AMES — Tyrese Haliburton’s last assist of the season — maybe the last assist of his collegiate career — was exemplary of his game.
He drove inside off a pick and roll, jumped into the air as the defender guided him toward the baseline and as he was coming down, found a wide open Solomon Young for an easy layup.
“He had a great assist to Solomon and I guess that was his last assist,” Coach Steve Prohm said. “But that’s him. He got caught up in the air and then he makes the right decision at the last second.
“He wanted to play and he loves to play.”
Haliburton made the incredible play with a broken left wrist. Everything he did on the play was exclusively with his right hand. The star sophomore injured his wrist after a blocked shot late in the first half.
He tried playing in the second half, but his whole left hand was numb.
“I knew my wrist was broken when I was playing,” Haliburton said. “At halftime, I could move my hand but two minutes into the second half it became numb and I haven’t been able to move my fingers since.”
On Sunday, Haliburton got the news he knew was coming but still didn’t want to hear.
His left wrist was fractured and his season was over.
“I had a good idea on Saturday it was broken but I was still crushed on Sunday,” Haliburton said.
“Thankfully, my family was in town so I had my mom and my dad to lean on and have a shoulder to cry on.”
Haliburton said the recovery process is 12-15 weeks. He said Monday that the plan was to get a cast on, then in four weeks get the cast off and wear a splint and after another four weeks start rehab.
Haliburton was projected as a top-five NBA Draft pick by ESPN and as a top-10 pick by nearly every other mock draft prior to the injury.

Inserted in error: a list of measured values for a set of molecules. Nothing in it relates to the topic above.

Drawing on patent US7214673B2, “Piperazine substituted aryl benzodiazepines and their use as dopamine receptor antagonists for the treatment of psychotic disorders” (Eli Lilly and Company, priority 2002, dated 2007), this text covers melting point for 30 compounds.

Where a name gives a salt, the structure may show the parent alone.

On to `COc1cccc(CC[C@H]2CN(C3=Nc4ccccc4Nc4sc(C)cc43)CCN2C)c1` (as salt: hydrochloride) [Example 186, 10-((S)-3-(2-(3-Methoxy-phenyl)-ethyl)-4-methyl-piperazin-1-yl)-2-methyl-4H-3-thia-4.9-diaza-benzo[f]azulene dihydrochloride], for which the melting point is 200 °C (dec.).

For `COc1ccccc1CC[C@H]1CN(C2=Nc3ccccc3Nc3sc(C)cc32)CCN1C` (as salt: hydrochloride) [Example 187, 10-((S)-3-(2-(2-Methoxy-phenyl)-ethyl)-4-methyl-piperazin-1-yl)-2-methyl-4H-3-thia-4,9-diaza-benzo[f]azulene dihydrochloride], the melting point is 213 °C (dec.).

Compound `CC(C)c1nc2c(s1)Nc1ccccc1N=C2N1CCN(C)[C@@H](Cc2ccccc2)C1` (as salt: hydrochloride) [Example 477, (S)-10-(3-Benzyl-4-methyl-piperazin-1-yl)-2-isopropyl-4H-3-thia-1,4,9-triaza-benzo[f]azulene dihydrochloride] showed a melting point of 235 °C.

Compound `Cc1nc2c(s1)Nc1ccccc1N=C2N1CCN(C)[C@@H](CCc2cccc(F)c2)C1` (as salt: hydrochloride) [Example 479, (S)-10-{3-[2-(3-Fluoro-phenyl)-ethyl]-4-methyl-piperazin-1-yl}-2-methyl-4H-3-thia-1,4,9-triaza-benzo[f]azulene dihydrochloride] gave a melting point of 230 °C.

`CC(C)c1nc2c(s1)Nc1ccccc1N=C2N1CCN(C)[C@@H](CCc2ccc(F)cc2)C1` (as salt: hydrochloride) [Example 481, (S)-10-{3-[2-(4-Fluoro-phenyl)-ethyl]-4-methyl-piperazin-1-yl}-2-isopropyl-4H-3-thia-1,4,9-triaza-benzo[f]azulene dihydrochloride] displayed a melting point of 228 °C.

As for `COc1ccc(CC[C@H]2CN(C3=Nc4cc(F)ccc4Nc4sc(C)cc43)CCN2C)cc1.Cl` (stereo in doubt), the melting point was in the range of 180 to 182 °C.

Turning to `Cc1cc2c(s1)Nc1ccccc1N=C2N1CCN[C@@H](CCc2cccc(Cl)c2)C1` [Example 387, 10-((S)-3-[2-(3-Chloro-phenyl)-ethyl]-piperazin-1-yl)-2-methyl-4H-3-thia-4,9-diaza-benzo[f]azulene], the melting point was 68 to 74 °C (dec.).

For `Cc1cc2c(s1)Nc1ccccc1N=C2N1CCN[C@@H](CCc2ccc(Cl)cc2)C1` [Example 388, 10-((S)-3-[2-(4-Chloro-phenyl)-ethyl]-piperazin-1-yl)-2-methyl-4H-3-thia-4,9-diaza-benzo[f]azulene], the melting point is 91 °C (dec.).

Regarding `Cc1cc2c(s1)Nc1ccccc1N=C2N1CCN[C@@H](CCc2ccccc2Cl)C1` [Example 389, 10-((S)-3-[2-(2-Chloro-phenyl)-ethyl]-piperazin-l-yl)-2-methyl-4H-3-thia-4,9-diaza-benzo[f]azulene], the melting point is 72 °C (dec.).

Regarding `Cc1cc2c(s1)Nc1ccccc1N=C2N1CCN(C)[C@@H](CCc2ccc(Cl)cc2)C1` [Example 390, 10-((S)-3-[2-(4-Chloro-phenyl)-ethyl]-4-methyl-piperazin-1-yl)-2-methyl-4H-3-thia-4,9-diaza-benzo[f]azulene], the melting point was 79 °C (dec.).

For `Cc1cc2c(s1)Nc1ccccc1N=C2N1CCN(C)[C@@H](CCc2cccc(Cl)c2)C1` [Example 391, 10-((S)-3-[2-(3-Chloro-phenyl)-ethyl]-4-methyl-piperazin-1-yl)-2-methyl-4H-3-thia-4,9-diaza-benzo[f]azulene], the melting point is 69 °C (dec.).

“I made calls all yesterday (Sunday) making sure this didn’t hurt his draft stock,” Prohm said. “And from what I gathered, this shouldn’t hurt him at all. He’ll be fine once he’s healthy again.
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“The NBA Combine isn’t until the third week in May and the draft isn’t until the end of June. He’ll be fine.”
Haliburton isn’t worried about the NBA right now.
“We’ll talk about that when we get there,” Haliburton said. “Right now I couldn’t care less and all I care about is Iowa State. I’m upset I can’t help my teammates on the court.
“Just because I’m physically hurt doesn’t mean I’m not mentally or emotionally invested. These are my brothers and my family and my home away from home. Even though I can’t be on the court, I’ll still do whatever I can to be a coach on the sideline or a cheerleader on the bench to do whatever I can do to help my guys.”
That’s what makes Haliburton a special player and person.
Sure he averages 15.5 points, 6.6 assists, 6.0 rebounds and 2.6 steals, but he’s cut from the same cloth as Iowa State greats Georges Niang, Naz Mitrou-Long, Monte Morris and Matt Thomas.
“In one year here he became an integral part to our program and our success,” Prohm said. “He was the guy. We lost Niang and we lost Naz, we lost Monte and we lost Matt — those guys. And it just felt like we got (another) one with Tyrese. You could see it when we were recruiting him. If we got him, then we’d have another one. That’s what I love about him.
“Forget all of the other stuff. He was a great fit for this university.”
Mitrou-Long and Marial Shayok actually reached out to Haliburton on Sunday to see how he was doing after they heard the news.
“I texted the guys yesterday and told them,” Haliburton said. “Terrence Lewis came and checked on me, Solomon Young has been in this situation before and he came and checked in on me, both Marial and Naz have reached out to me.
“They’ve all checked in on me and we all have the same ultimate goal and that’s to leave our jersey in a better place and make Iowa State a great place and be the best team we can.”
For his whole life, Haliburton has always had basketball. He’s never been injured and he’s never had it taken away from him.
Even on Monday before meeting with the media, Haliburton was getting shots up with one arm. His left arm was wrapped from the elbow down and looked like a club hanging by his side with his fingers sticking out the end. His swollen fingers looked like neatly packaged hotdogs.
“I have the right to sulk for a couple of days,” Haliburton said. “And I can be as mad as I want and as angry as I want, but it’s bigger than me and I need to help the next guys stepping into my role.
“I’m just figuring out how to cope with it. All of the real-world problems I’ve ever had, basketball has been my escape. But now I need to find that escape through my teammates, friends and family.”